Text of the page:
• Patty Ihm

Lost in the Dark Gray


He's joyful as he glides like a stunt plane along the cement hills and ramps at the skate park. He's riding a scooter, the at-least-decade-old pink Razor that we probably inherited at some point. I hate that thing. It's out to get me; I know this. Every time I pick it up, it swings with the force of a wrecking ball, targeting one shin or the other and catching me off guard. Every time.


There's no one else at the skate park, and Moses likes it that way. He is his own competition. There's nobody here to make him mad, except perhaps me. We have a little time, just the two of us, after delivering Aaron to football camp. Football.


Last night, we were at this same park, at the baseball field, watching Aaron's team go down for the last time. This season of our best game has been devastating and extraordinary at the same time. No matter the outcome, as with so much in life, the season comes to an end. I already miss baseball.


We brought our little dog, Mae, to the game last night. Though she paid no mind to any of the other dogs (yes, this place has a dog run, too), she seemed genuinely happy and grateful to be with us. She had no real idea where she was supposed to be, but she was content on my lap in that space in time. Mae is no different than the rest of us. Wherever she goes, she just wants a little love.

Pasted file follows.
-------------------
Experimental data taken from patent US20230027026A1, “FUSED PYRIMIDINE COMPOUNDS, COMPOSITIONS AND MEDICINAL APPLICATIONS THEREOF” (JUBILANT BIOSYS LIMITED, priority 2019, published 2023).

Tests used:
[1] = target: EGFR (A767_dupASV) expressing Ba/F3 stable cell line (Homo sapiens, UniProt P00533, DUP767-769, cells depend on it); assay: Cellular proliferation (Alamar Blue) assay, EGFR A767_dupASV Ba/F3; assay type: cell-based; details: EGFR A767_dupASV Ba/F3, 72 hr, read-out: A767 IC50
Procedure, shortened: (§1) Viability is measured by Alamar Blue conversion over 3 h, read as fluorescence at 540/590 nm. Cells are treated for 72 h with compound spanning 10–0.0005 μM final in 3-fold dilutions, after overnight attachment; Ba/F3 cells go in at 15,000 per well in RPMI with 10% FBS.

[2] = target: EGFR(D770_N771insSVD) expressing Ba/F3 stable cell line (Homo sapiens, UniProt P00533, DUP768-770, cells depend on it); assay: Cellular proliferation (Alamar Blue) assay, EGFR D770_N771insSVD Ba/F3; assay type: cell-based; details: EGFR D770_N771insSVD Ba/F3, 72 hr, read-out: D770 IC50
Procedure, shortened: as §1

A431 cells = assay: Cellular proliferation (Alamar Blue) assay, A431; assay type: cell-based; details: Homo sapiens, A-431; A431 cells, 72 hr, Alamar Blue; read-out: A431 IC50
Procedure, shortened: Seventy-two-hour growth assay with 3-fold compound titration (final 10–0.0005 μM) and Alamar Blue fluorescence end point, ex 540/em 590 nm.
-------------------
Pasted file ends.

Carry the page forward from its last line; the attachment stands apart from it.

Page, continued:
One morning last week, I woke with a song in my head. That's not unusual; I generally do. This time was different, though. It wasn't a song that I had listened to on repeat the day before. It was a chant that had been written somewhere inside my head. What I remember of my dreams usually fades by the time I have brushed my teeth. Not this time. I can still hear it today, and I am still trying to understand the message.


We're lost in the dark gray.


The chant played over and over in my head. I googled the lyrics to see if I was missing something. My searches returned Cyndi Lauper's Time After Time, a song I know well, having played it on repeat in the 1980's. There was no lyric that matched my song, but the message added some clarity to my bewilderment.


I'm not sure there is a way to know the exact interpretation of a song unless you have written it yourself, and that's how it should be. There's a therapeutic process to writing and sharing words. For the reader or the listener, the interpretation might be equally meaningful. That's the beauty of any form of art: felt, heard, or internalized. To me, Time After Time feels mysteriously hard and hopeful, which is, maybe, what it means to be lost in the dark gray. Maybe it's okay to be lost because we know that when it's time, we're going to come out on the other side.


There's a bad word spray-painted on the side of the cement skate ramp where I sit. It's the one I yearn to scream out every time the scooter slams into my shin. My legs mostly cover the letters, but we all know what it says. It's good to get it out.


The morning sunshine, the view of my beloved baseball field, and the air of happiness about my little boy who too often carries burdens that he is unable to share, make me feel like we won't be lost in the dark gray for much longer.


A new season heralds change, and this year will be no different. The end of summer has brought football. That's new. With football, it's even okay to hit people...sometimes. Even if it doesn't go well for Aaron, there will be something else, and we will get there. By now, I know that.


I have decided that it's okay...maybe even necessary...to spend time in the dark gray, gathering ourselves, breathing in the love of what or who is around us, being our own good company, and writing the songs, even unaware, for what's to come.


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